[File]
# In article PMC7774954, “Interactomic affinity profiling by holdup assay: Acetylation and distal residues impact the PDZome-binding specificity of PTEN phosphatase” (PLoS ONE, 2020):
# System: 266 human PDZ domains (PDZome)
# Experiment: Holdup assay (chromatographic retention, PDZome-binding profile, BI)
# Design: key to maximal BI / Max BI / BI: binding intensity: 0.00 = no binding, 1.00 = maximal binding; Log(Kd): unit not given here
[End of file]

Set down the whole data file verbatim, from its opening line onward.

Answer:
# In article PMC7774954, “Interactomic affinity profiling by holdup assay: Acetylation and distal residues impact the PDZome-binding specificity of PTEN phosphatase” (PLoS ONE, 2020):
# System: 266 human PDZ domains (PDZome)
# Experiment: Holdup assay (chromatographic retention, PDZome-binding profile, BI)
# Design: key to maximal BI / Max BI / BI: binding intensity: 0.00 = no binding, 1.00 = maximal binding; Log(Kd): unit not given here